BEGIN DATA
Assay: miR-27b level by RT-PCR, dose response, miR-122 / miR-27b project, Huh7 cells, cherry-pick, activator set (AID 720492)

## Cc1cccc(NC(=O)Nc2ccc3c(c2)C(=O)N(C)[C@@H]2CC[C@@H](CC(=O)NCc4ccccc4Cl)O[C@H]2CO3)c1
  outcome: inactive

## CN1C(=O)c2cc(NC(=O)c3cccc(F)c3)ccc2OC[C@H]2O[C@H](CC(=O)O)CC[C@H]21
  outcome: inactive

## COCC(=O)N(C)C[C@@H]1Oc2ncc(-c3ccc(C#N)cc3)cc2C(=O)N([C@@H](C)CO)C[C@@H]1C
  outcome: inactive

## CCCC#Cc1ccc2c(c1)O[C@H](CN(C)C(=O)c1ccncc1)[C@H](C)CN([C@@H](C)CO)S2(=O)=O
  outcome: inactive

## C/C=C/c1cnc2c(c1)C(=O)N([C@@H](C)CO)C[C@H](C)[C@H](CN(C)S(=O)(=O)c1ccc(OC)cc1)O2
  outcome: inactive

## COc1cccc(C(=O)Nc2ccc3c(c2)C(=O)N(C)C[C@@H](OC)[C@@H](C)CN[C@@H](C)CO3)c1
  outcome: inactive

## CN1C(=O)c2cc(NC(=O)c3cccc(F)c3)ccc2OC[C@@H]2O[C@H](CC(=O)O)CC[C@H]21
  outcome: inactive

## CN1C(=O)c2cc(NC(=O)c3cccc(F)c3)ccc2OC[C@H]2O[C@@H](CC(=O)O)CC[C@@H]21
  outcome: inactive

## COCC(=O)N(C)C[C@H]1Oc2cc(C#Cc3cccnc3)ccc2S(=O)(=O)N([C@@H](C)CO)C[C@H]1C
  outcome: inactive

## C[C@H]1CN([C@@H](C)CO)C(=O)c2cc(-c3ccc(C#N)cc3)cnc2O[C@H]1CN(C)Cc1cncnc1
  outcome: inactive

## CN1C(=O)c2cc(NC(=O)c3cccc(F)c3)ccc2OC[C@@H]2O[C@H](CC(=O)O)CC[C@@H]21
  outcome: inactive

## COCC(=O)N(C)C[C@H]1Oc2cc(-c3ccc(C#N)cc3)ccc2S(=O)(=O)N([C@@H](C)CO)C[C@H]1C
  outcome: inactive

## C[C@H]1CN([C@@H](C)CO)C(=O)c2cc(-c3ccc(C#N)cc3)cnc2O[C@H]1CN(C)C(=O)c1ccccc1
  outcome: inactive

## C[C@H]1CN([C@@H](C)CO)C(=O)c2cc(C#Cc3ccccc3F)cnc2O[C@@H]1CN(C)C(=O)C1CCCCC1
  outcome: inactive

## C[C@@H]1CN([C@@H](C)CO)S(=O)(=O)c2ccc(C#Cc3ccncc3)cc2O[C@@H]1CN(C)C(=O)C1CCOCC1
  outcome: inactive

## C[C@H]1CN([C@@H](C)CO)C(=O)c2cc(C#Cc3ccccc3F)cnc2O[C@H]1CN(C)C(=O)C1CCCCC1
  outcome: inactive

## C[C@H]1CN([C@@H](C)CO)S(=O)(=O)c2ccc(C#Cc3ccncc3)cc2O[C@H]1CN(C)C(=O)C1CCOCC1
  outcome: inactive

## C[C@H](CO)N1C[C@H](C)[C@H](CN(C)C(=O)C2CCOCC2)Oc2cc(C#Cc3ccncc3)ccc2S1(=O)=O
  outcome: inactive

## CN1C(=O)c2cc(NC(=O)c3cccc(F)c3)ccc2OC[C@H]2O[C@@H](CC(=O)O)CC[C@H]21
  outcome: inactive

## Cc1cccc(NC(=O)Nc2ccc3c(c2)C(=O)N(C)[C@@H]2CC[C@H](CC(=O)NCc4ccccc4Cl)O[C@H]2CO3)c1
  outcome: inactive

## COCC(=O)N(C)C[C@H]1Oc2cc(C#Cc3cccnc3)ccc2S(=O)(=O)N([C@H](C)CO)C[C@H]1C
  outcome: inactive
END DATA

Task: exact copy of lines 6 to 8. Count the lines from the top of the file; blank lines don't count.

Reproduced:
## COCC(=O)N(C)C[C@@H]1Oc2ncc(-c3ccc(C#N)cc3)cc2C(=O)N([C@@H](C)CO)C[C@@H]1C
  outcome: inactive

## CCCC#Cc1ccc2c(c1)O[C@H](CN(C)C(=O)c1ccncc1)[C@H](C)CN([C@@H](C)CO)S2(=O)=O